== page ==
Thursday, February 07, 2008

And furthermore, what?

Some days, you are at work pushing money around from one big company to another, and you just start to wonder, what is the point of human existence? Granted, this is a question that has consumed philosophical minds for centuries - indeed, for perhaps as long as human beings have been conscious. Not just as long as desk jobs have existed. But I digress.

Probably because I grew up reading fantasy literature, this question has always had a somewhat sci-fi edge to it in my mind, and that impression was only heightened by the short article I read today on Discovery News about human fetuses being created from the DNA of three parents.

The logic behind these experiments is very simple: if there is a small part of DNA in two parents which could result in a debilitating disorder, using the DNA from a third-party allows science to help the embryo bypass the potentially harmful effects while still creating a child from using boy & girl parts from the original two people. This makes a great deal of sense to me, because as much as the sci-fi nerd in me has bred an inborn fear of the Apocalypse (no, not the Biblical one! Perhaps I shouldn't have capitalized?), I am generally in favor of medical science. And not being ill.

However, I can't help but wonder what this type of in-vitro fertilization will eventually mean for our conception of mankind. Scientists in the article insist that "it would be incorrect to say that the embryos have three parents." Yet it seems to me that human beings, when conceptualizing their own "whatness" (I choose this word because I've already used "being" too much, plus it makes people sound like robots or objects. Cool), do not think in such simple, logical terms.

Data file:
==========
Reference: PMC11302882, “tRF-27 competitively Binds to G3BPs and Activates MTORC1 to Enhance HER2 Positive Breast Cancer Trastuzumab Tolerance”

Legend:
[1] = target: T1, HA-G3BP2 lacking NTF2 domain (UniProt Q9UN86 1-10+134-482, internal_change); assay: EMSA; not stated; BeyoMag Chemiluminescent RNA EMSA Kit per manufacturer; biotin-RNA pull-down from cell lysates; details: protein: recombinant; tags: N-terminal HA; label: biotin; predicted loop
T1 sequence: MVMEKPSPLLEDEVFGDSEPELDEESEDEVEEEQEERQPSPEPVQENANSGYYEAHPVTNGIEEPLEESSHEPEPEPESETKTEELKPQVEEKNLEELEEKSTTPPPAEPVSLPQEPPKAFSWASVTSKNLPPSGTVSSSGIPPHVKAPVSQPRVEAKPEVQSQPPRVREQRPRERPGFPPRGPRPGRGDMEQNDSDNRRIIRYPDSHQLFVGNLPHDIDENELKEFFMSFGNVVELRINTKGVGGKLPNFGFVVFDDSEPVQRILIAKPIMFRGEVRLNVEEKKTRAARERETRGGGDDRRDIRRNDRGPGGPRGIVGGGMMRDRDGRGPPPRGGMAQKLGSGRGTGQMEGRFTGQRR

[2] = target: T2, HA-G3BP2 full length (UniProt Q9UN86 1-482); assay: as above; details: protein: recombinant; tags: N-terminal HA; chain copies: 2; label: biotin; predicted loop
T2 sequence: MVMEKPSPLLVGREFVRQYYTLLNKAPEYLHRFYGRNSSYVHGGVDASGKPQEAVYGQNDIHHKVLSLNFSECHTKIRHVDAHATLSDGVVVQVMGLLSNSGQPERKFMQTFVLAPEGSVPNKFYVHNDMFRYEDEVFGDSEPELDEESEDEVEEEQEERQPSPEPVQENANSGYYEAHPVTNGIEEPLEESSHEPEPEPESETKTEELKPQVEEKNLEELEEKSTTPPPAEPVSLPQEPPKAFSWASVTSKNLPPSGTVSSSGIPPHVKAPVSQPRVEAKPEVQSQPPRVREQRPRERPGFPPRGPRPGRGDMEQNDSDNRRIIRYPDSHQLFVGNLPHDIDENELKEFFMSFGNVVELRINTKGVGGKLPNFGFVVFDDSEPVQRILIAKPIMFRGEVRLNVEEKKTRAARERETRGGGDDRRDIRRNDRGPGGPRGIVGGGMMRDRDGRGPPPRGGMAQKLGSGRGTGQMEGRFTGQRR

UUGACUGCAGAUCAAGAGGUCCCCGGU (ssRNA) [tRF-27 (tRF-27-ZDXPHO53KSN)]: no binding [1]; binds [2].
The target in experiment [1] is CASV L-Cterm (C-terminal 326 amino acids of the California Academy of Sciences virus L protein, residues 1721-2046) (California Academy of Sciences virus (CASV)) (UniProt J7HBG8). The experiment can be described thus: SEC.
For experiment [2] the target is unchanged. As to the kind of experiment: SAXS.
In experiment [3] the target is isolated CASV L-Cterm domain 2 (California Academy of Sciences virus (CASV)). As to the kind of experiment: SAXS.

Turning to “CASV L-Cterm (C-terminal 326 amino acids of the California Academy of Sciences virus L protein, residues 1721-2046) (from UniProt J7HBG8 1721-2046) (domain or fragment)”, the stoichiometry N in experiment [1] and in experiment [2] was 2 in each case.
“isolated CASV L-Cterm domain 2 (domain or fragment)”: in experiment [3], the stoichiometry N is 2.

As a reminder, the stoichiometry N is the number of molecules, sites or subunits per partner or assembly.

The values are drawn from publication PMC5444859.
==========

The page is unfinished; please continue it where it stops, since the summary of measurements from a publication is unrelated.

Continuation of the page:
Adopted children, no matter how much they love the parents who raised them, often get the urge to know or at least meet their birth parents. Not because they find the families that they know inauthentic (keep in mind that I'm generalizing here based on the media perception and documentation of adoption), but because there is some small part of them that wishes to view their origins - the genetic building blocks that came together to result in their very existence.

With the nature/nurture argument placed on temporary time-out, I can sympathize with that logic. Because looking at any part of my body, or contemplating any single aspect of my own mind, brings the inexorable belief that we are complicated and fortuitous little chemistry experiments, and that researching my biological and psychological roots is the sensible first step to understanding myself. I mean, I'm not there yet, but it's a start.

And so I find it hard to believe that a child who carries the DNA of three people would not be curious about the third contributor to their genetic makeup - that some small part of that child would not consider that person a parent (at least when they got old enough to be cripplingly self-analytical).

So while I don't believe that the essence of one's humanity is negatively affected by starting out in a lab, I do think that this discovery is more definitive than simple in-vitro fertilization. Because it is contributing a new angle to the age old question: what are we? And while this may be less important, it is contributing no answers.

******Image credit: 'Good Morning in Room 220' by MegElizabeth on

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